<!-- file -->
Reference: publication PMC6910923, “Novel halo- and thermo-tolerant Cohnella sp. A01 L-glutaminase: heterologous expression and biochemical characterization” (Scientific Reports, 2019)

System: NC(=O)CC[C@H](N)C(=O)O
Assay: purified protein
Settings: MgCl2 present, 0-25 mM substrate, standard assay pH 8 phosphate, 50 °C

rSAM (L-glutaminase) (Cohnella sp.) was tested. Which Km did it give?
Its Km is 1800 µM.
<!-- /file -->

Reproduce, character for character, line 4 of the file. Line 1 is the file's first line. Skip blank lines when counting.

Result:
Settings: MgCl2 present, 0-25 mM substrate, standard assay pH 8 phosphate, 50 °C